Garrett Harris 4 p.m., May 2
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A jazz saxist by trade, Tim Nunnink repairs saxophones in a shop built into the garage of his La Mesa home. Born and raised in San Diego, he went away to the Berklee College of Music in Boston and perfected the craft of jazz sax before coming back to San Diego and earning a master's degree from SDSU in jazz studies.
"I never went to school to learn how to play sax. I went to validate what I knew and to learn how to make money. San Diego is an interesting place to make money in jazz." How a jazz musician earns a living here: by doing other things.
In addition to sax repair, Nunnink is the jazz instructor at Southwestern College, and he runs the technical shop at SDSU. "I'm in charge of all instrument repair and all of the performance spaces in terms of their sound systems and the instructional spaces. From music stands to microphones," he says. "I have an office and it looks like the shop here," he says. "Mostly machines."
A saxophone is really a sort-of megaphone. It is a tapered tube made of brass, straight, or bent into an s-curve and drilled full of holes. It has flaps and pads that are operated by a series of spring-loaded levers and knobs.
It is wind-activated: a player blows into the mouthpiece causing the one moving part, a cane or plastic reed, to vibrate. A saxophone is an imprecise and sensitive balance of engineering tolerances and improbable mechanics and sound dynamics as conceived during the late 1800's by a German named Adolphe Sax.
Over time, sax has become known as possibly the single most identifiable voice in jazz music. It makes a range of tones that resemble the human voice. It has an allure that is hard to contain in words. Some call it the devil's horn. Maybe it is.
One doesn't go to college or a trade school to learn how to repair a saxophone. Rather, it is a trade that is either self-taught, or learned via apprenticeship with a master repairman, or both. Saxophone players over time come to understand the malleable nature of their instruments and are often quite knowledgeable about the inner workings of the machine.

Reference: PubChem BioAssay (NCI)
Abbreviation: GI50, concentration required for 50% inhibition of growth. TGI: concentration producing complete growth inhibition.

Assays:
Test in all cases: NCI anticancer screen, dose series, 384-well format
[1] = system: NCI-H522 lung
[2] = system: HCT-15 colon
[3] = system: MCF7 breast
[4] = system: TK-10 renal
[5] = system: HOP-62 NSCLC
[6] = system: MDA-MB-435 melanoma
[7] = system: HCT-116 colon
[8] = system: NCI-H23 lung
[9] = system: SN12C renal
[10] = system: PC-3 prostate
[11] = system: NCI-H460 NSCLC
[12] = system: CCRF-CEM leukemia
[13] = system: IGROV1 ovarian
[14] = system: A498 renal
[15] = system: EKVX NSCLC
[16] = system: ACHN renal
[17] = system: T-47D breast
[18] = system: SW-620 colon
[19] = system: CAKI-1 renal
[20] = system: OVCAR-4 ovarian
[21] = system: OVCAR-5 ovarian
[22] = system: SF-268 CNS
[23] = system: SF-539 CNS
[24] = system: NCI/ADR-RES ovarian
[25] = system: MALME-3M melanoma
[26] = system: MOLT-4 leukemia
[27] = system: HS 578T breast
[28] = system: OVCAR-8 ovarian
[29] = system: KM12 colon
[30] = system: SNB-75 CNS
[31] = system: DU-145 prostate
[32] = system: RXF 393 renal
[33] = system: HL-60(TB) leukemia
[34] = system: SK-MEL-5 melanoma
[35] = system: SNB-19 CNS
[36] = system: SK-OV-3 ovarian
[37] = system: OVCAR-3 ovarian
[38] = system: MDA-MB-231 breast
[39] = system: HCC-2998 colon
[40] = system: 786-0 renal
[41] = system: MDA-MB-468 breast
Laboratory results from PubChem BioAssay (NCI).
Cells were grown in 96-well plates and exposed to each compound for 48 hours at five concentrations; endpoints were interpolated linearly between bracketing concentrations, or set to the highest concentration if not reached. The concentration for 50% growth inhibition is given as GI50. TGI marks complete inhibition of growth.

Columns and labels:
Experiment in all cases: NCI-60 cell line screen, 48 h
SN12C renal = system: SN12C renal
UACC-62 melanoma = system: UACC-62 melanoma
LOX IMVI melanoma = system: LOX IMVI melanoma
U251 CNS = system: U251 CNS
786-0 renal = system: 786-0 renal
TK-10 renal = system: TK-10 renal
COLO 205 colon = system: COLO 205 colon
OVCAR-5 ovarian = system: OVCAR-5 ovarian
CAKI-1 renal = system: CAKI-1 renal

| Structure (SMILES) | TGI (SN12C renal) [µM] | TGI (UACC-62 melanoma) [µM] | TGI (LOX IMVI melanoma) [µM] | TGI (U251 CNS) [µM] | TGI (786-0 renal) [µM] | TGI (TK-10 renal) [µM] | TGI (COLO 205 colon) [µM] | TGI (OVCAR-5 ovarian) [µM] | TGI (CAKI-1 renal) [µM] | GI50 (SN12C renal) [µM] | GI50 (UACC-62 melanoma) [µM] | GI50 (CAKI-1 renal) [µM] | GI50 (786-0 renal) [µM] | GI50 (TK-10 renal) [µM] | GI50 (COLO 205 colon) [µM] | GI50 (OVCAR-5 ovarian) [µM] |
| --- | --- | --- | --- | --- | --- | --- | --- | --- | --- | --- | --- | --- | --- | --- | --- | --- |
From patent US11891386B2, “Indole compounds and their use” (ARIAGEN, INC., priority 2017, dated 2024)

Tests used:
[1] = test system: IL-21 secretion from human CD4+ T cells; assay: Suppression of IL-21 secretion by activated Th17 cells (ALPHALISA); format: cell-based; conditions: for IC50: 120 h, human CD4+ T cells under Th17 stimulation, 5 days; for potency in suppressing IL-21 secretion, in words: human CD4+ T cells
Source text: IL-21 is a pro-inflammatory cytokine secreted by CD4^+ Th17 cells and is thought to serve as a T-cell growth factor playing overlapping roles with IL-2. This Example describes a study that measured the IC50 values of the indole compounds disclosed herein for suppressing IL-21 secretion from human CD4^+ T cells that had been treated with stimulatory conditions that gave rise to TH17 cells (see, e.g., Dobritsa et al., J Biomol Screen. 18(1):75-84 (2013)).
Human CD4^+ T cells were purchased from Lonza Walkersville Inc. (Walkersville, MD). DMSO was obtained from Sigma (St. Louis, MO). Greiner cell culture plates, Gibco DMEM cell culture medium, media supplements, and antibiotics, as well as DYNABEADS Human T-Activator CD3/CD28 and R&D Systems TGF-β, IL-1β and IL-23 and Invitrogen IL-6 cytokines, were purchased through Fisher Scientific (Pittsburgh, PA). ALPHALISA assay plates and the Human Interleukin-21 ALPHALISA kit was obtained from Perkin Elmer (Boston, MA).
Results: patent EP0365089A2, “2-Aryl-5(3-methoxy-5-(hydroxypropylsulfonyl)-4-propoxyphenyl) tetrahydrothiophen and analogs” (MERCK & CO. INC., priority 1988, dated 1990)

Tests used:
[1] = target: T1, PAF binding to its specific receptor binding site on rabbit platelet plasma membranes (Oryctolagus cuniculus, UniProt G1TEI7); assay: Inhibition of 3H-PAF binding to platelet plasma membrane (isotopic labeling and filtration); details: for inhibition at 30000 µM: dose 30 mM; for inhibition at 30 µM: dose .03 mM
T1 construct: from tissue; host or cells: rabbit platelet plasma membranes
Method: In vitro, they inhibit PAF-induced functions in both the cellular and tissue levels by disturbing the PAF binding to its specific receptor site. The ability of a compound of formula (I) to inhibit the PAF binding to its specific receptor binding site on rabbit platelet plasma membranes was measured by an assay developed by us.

Smooth jazz alto icon David Sanborn, for example, is said to almost work in tandem with his own saxophone tech. James Carter restores saxophones and does his own repairs, as does a brilliant jazz saxist based in Montreal named Al McLean.
"Three or four years ago I was just playing and teaching sax. You gotta have some source of income during the day, so I took a job at a shop doing sax repair for two years. Prior to that, I'd studied with an Encinitas repairman named Les Arbuckle. He let me apprentice with him and he gave me homework assignments" - meaning, dead saxophones to revive -- "to take home. He showed me where the bar is set."
Nunnink explains that he began working on saxophones around the age of 10 -- his own. "When a pad would fall out, I'd get some glue from my dad's workshop and put it back in."
At the San Diego Music Studio in Vista, Nunnink performed what the industry refers to as 'make plays.' "It ends up on your desk, you gotta make it play." Later, he began getting enough work from area sax guys such that he stopped making the drive to Vista. Now, he has a good two month backlog. "I don't advertise. It's mostly guys who know me from around town."
Does he do work for any jazz sax stars? "Not many, because there aren't many of them in town."
He picks up the husk of a neckless alto sax. It gleams like a gold disco ball in the shop lights. It has heft. It fits into my hands. But the keys are springy, meaning they take extra finger muscle to move. And the horn is rampant with little pad-kissing noises and metallic clicks, all hallmarks of cheap construction.
"This is an example of what is being made in China. H.L. Hutchins is the name stamped on the bell, but who knows who really made it? This is what's wrong with horns on the market today." It is the disposable Bic Pen of saxophones and not worth the cost of an eventual $600 dollar re-pad, he says.
"There's something wrong with it. I haven't figured it out yet. But it's new and it's shiny. It's what kids want, as opposed to older horns."
He puts the Chinese alto aside and turns to the C melody. "This horn is over 80 years old, and it still plays beautifully." He wets a reed and tightens it onto a mouthpiece with the ligature. He blows a few tentative notes, then gains in volume as he moves about through the octaves.
The horn has a sweet other-era sound, dated perhaps, a bit gaseous and undefined as such (today's tenor style is so hard-edged you could cut diamonds with it) but it plays rich and reedy and heavy, like an after-dinner liquor. I walk out into the back yard and listen while Nunnink works out on the old horn, the notes rolling and rolling out of the silvered bell and into the night.